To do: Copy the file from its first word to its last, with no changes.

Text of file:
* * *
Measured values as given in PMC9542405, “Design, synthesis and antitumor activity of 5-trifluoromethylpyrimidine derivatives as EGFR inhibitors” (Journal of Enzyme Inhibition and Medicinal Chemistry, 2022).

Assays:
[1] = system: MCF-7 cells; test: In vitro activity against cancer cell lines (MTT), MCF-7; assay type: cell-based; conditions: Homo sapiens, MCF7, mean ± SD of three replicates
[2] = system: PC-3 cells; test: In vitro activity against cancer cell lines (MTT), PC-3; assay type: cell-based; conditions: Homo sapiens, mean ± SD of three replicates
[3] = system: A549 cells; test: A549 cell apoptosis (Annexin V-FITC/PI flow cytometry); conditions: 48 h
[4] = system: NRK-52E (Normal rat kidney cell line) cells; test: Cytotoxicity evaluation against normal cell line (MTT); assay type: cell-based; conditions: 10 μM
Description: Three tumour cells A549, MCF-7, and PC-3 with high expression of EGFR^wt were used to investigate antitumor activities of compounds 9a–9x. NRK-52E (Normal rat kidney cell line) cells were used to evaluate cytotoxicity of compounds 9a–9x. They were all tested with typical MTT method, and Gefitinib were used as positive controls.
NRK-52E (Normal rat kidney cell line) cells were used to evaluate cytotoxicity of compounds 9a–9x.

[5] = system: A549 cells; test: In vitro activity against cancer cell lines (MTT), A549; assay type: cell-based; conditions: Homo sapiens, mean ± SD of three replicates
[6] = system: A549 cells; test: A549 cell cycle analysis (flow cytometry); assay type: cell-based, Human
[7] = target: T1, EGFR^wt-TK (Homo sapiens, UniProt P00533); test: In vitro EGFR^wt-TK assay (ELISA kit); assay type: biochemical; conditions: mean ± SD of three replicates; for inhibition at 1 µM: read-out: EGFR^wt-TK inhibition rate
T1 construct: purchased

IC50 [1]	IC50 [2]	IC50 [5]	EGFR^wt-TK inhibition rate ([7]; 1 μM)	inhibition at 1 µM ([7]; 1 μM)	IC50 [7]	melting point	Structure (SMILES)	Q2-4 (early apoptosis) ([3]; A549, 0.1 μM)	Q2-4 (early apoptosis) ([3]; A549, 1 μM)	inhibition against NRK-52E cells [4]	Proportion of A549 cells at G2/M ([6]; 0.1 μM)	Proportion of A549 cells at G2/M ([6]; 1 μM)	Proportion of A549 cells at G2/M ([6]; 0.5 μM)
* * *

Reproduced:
Measured values as given in PMC9542405, “Design, synthesis and antitumor activity of 5-trifluoromethylpyrimidine derivatives as EGFR inhibitors” (Journal of Enzyme Inhibition and Medicinal Chemistry, 2022).

Assays:
[1] = system: MCF-7 cells; test: In vitro activity against cancer cell lines (MTT), MCF-7; assay type: cell-based; conditions: Homo sapiens, MCF7, mean ± SD of three replicates
[2] = system: PC-3 cells; test: In vitro activity against cancer cell lines (MTT), PC-3; assay type: cell-based; conditions: Homo sapiens, mean ± SD of three replicates
[3] = system: A549 cells; test: A549 cell apoptosis (Annexin V-FITC/PI flow cytometry); conditions: 48 h
[4] = system: NRK-52E (Normal rat kidney cell line) cells; test: Cytotoxicity evaluation against normal cell line (MTT); assay type: cell-based; conditions: 10 μM
Description: Three tumour cells A549, MCF-7, and PC-3 with high expression of EGFR^wt were used to investigate antitumor activities of compounds 9a–9x. NRK-52E (Normal rat kidney cell line) cells were used to evaluate cytotoxicity of compounds 9a–9x. They were all tested with typical MTT method, and Gefitinib were used as positive controls.
NRK-52E (Normal rat kidney cell line) cells were used to evaluate cytotoxicity of compounds 9a–9x.

[5] = system: A549 cells; test: In vitro activity against cancer cell lines (MTT), A549; assay type: cell-based; conditions: Homo sapiens, mean ± SD of three replicates
[6] = system: A549 cells; test: A549 cell cycle analysis (flow cytometry); assay type: cell-based, Human
[7] = target: T1, EGFR^wt-TK (Homo sapiens, UniProt P00533); test: In vitro EGFR^wt-TK assay (ELISA kit); assay type: biochemical; conditions: mean ± SD of three replicates; for inhibition at 1 µM: read-out: EGFR^wt-TK inhibition rate
T1 construct: purchased

IC50 [1]	IC50 [2]	IC50 [5]	EGFR^wt-TK inhibition rate ([7]; 1 μM)	inhibition at 1 µM ([7]; 1 μM)	IC50 [7]	melting point	Structure (SMILES)	Q2-4 (early apoptosis) ([3]; A549, 0.1 μM)	Q2-4 (early apoptosis) ([3]; A549, 1 μM)	inhibition against NRK-52E cells [4]	Proportion of A549 cells at G2/M ([6]; 0.1 μM)	Proportion of A549 cells at G2/M ([6]; 1 μM)	Proportion of A549 cells at G2/M ([6]; 0.5 μM)